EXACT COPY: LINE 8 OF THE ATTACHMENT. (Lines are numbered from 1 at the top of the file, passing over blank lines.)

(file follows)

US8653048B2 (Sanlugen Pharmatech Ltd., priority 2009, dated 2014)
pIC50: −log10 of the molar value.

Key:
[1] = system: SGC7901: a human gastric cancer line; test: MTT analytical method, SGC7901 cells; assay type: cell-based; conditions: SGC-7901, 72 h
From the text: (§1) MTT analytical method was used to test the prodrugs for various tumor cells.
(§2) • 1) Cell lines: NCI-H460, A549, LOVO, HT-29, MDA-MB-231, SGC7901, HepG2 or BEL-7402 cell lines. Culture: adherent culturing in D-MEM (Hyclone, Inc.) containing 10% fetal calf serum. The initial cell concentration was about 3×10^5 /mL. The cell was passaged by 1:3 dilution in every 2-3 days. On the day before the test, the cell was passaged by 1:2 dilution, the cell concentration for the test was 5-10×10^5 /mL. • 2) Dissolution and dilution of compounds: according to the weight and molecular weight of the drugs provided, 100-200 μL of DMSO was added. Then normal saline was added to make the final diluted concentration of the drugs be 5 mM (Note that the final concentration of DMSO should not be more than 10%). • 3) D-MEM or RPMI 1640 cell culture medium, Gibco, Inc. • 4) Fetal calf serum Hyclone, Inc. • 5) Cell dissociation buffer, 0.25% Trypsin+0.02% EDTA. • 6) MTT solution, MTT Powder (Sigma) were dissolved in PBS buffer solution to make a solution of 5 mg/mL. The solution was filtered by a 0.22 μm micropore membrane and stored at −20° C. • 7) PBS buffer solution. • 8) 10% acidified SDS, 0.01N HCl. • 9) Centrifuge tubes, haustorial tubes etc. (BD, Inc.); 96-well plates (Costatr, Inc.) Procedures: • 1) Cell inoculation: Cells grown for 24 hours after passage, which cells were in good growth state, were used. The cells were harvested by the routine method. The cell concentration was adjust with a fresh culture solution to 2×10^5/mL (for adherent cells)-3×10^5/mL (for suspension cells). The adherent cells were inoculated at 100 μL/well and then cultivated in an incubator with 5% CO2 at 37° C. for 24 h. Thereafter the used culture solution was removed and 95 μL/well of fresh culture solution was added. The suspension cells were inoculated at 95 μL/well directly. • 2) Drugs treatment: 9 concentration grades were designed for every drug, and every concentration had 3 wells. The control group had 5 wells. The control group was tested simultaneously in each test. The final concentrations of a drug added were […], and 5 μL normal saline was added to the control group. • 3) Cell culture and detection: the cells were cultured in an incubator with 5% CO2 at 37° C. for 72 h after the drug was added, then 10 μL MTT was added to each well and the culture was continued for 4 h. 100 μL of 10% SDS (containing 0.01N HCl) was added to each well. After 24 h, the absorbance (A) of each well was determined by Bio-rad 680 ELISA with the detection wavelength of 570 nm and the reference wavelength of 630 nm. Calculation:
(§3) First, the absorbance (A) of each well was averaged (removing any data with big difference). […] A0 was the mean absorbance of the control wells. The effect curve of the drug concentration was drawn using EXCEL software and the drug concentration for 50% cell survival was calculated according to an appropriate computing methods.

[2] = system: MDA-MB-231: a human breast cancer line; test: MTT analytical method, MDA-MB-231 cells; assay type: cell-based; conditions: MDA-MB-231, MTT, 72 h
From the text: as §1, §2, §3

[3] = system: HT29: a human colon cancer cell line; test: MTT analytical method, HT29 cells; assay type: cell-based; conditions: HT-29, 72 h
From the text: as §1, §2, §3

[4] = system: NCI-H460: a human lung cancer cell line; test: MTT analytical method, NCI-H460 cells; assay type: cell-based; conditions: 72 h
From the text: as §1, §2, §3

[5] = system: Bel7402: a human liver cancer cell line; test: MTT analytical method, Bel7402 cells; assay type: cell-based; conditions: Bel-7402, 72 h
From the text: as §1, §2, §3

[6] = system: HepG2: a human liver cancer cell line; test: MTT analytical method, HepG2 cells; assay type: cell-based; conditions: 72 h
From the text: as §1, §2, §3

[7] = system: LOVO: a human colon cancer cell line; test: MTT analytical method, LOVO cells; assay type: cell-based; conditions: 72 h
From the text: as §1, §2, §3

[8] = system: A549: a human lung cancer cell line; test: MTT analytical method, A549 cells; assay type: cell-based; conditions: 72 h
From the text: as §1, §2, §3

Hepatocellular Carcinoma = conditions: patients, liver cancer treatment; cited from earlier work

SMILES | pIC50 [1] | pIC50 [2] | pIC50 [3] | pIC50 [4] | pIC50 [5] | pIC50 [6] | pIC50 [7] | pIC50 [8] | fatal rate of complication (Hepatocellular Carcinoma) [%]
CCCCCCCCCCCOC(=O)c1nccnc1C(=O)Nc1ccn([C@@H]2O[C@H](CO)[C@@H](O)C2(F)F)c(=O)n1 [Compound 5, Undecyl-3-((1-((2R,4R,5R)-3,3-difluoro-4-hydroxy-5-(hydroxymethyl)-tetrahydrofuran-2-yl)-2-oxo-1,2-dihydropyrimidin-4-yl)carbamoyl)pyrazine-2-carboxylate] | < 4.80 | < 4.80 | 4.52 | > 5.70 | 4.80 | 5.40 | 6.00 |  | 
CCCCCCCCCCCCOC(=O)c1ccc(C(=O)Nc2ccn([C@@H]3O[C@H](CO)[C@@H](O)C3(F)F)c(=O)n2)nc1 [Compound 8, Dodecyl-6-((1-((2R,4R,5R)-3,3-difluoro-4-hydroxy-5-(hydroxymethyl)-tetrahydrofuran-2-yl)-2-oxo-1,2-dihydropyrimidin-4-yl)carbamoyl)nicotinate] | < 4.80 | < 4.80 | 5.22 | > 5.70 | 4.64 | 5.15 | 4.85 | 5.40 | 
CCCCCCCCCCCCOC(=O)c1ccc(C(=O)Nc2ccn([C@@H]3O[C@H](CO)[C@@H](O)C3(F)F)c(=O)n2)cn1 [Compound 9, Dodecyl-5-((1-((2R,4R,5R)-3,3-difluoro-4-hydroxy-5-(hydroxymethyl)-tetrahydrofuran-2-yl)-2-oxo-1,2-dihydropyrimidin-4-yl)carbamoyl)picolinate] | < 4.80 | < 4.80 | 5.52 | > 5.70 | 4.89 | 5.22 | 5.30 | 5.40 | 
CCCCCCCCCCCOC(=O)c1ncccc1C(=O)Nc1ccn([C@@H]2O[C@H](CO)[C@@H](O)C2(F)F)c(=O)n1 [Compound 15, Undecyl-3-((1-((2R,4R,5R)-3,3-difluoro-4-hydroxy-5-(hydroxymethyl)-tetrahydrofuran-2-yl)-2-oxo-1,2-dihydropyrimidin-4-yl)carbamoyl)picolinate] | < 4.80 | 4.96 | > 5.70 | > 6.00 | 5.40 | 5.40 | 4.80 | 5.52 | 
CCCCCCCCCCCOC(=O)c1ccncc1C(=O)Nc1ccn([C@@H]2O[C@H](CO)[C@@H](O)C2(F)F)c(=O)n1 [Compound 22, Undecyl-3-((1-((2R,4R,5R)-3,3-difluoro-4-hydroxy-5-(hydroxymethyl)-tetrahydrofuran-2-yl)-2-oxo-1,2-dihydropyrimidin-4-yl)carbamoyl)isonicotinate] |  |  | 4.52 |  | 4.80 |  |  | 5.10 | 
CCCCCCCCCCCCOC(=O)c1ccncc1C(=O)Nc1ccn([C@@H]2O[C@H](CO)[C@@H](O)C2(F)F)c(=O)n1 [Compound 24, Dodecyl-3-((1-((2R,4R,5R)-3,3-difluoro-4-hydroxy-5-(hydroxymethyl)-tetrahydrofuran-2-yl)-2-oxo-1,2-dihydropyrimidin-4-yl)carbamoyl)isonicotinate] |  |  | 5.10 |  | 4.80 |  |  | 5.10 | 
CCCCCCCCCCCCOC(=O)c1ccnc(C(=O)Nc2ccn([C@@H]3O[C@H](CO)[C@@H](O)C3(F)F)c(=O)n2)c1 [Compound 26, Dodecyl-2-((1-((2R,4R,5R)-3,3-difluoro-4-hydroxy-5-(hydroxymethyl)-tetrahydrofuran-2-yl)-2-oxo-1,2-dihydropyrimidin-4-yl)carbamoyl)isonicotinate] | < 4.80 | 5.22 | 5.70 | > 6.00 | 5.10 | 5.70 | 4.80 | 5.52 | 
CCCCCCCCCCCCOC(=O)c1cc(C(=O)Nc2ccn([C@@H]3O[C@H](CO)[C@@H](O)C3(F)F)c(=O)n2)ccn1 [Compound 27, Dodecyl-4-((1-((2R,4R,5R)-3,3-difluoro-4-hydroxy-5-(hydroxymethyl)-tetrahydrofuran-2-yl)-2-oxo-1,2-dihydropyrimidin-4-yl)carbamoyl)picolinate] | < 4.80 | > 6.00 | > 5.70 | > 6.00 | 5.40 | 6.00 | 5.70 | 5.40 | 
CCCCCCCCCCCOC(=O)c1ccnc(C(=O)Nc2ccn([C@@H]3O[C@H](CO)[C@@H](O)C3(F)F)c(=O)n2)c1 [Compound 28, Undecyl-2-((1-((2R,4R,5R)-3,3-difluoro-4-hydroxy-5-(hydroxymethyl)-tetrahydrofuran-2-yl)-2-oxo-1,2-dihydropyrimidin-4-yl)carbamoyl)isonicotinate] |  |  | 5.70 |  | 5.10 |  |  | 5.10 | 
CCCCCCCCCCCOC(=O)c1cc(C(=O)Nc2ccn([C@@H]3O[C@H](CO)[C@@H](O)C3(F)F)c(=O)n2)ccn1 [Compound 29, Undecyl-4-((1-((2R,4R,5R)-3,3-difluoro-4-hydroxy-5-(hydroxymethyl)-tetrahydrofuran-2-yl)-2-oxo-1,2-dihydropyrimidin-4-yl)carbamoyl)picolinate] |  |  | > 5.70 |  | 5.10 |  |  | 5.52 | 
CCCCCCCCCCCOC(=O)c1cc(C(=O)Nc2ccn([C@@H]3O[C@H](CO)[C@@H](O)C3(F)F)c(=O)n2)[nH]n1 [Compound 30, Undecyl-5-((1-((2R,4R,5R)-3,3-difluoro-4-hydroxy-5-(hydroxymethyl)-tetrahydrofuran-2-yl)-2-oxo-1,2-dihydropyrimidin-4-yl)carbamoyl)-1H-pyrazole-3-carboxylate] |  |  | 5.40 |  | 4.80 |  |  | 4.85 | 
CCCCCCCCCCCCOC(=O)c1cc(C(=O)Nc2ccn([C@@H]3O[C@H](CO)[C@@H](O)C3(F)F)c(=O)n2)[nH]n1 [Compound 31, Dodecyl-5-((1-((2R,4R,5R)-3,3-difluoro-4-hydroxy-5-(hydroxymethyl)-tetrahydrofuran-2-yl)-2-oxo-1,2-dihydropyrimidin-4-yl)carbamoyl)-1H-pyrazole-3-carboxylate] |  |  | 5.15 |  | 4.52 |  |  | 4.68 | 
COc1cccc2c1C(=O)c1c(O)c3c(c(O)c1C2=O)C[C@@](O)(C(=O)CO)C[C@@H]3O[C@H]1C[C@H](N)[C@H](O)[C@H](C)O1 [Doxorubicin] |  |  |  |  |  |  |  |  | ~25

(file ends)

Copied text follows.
[2] = system: MDA-MB-231: a human breast cancer line; test: MTT analytical method, MDA-MB-231 cells; assay type: cell-based; conditions: MDA-MB-231, MTT, 72 h